Album: The Martinis

Smitten, COOKING VINYL
Click to follow
The Independent Culture

Joey Santiago's idiosyncratic guitar lines were the spice that complemented Black Francis's furious riffs in the Pixies, and a vital part in that band's ascent. Since they split a decade ago, little has been heard from Santiago, but now he turns up as half of the duo The Martinis, alongside the singer and songwriter, Linda Mallari: they have reportedly worked together since pre-Pixies days, which means Smitten must have one of the longest gestations in pop history. Initially, Mallari's vocals seem a touch mannered on the opening "Flyer", which succeeds largely through the berserk shudder of Santiago's guitar. But things improve, with tracks such as "Right Behind You" and "Big Three Wheeler" being charming exercises in Breeders-style indie-pop, and "You Are the One" employing the classic quiet verse/noisy chorus format Nirvana copped from the Pixies. Mallari's lyrics deal with the pop staples of love, heartbreak, introspection and escape, all handled with a refreshing minimum of reproach and an

Joey Santiago's idiosyncratic guitar lines were the spice that complemented Black Francis's furious riffs in the Pixies, and a vital part in that band's ascent. Since they split a decade ago, little has been heard from Santiago, but now he turns up as half of the duo The Martinis, alongside the singer and songwriter, Linda Mallari: they have reportedly worked together since pre-Pixies days, which means Smitten must have one of the longest gestations in pop history. Initially, Mallari's vocals seem a touch mannered on the opening "Flyer", which succeeds largely through the berserk shudder of Santiago's guitar. But things improve, with tracks such as "Right Behind You" and "Big Three Wheeler" being charming exercises in Breeders-style indie-pop, and "You Are the One" employing the classic quiet verse/noisy chorus format Nirvana copped from the Pixies. Mallari's lyrics deal with the pop staples of love, heartbreak, introspection and escape, all handled with a refreshing minimum of reproach and an engaging tunefulness. But it's Santiago's guitar that gives the songs their character, whether he's dashing off some mutant-country picking on "Out upon the Road" or using his angular twang on "Wishful Thinking". A welcome return.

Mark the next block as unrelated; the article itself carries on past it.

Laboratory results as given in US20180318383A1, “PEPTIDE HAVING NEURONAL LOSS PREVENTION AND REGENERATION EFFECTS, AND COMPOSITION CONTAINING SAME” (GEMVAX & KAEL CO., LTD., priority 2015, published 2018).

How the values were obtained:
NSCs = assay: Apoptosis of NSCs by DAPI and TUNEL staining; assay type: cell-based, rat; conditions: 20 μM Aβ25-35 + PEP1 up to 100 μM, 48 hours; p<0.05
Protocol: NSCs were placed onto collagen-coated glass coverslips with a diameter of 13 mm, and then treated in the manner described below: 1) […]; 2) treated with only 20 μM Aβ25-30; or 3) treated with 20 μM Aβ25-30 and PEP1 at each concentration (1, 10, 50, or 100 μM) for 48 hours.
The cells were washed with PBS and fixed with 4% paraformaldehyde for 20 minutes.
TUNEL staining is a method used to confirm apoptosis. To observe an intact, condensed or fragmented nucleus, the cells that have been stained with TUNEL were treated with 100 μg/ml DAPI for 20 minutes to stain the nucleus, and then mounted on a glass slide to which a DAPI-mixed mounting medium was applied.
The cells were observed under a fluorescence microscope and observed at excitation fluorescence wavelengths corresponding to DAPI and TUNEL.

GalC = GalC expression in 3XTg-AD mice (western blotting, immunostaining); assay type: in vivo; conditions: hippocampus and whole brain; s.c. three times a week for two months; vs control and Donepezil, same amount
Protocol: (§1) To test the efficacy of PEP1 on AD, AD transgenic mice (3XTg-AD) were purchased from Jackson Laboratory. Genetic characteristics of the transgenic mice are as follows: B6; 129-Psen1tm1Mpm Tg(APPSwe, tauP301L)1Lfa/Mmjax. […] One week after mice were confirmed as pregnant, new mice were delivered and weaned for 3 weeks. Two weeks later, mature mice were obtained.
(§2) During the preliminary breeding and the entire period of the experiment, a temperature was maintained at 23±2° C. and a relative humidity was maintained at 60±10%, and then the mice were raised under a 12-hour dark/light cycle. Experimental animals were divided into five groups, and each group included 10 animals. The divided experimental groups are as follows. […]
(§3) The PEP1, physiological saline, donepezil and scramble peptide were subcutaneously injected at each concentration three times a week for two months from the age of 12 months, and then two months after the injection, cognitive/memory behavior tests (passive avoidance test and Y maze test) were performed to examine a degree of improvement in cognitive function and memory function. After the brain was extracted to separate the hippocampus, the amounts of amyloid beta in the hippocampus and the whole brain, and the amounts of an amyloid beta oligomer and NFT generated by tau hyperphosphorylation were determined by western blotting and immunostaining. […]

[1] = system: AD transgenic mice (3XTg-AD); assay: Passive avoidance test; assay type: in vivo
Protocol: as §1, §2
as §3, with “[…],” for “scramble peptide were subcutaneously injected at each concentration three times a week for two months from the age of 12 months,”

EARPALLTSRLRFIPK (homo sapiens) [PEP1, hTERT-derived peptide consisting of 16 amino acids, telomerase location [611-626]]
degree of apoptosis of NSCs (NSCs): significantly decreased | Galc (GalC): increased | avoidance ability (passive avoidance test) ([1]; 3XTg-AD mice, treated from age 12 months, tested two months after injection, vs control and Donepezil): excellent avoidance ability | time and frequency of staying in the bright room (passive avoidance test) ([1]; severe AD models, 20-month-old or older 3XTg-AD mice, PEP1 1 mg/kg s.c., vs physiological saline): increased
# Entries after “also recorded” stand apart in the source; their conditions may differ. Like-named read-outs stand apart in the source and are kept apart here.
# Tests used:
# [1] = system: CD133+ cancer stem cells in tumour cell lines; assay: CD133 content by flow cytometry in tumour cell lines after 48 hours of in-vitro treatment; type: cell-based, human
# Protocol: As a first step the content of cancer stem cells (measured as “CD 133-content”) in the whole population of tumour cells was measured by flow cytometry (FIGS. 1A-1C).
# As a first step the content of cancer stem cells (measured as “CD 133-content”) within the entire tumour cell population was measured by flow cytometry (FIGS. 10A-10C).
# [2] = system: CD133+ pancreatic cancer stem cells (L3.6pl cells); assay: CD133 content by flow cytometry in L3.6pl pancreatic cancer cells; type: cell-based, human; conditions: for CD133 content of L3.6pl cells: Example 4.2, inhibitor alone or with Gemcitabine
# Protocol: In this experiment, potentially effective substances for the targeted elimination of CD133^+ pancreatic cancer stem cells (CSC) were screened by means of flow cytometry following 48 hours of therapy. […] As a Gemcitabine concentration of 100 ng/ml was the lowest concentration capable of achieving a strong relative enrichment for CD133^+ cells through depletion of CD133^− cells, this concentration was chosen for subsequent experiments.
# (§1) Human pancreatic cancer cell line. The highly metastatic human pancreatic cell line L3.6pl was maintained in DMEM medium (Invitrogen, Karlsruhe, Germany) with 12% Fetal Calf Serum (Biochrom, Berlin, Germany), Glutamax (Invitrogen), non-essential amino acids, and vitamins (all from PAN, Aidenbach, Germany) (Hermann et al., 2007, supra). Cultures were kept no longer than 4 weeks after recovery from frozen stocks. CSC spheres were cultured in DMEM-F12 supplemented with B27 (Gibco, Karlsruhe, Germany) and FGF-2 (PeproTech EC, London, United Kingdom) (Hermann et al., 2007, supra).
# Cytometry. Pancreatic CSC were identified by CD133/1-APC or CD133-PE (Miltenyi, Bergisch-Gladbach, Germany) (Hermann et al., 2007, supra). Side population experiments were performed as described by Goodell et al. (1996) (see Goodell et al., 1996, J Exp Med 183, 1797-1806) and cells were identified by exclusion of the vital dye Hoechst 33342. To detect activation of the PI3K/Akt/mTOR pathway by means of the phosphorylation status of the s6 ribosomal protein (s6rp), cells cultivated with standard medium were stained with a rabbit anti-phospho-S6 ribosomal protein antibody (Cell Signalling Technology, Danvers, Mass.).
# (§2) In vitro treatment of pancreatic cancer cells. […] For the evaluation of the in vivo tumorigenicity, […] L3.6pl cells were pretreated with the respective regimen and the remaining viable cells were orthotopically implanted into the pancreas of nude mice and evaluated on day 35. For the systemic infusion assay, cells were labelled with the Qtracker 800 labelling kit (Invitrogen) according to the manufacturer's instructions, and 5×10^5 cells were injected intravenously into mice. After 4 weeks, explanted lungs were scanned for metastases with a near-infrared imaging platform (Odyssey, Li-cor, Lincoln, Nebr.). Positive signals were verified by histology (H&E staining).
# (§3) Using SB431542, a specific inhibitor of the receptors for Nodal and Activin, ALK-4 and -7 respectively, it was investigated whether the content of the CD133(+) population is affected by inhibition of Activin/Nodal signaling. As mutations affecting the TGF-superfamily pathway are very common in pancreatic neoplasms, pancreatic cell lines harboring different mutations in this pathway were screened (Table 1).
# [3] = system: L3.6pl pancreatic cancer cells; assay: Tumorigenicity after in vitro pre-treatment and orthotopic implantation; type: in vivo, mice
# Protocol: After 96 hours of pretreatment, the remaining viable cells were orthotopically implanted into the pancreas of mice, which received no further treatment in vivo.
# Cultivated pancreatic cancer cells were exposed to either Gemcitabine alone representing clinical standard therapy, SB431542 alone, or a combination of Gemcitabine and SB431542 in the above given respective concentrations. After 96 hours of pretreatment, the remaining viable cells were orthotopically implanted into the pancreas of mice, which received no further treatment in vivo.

Comments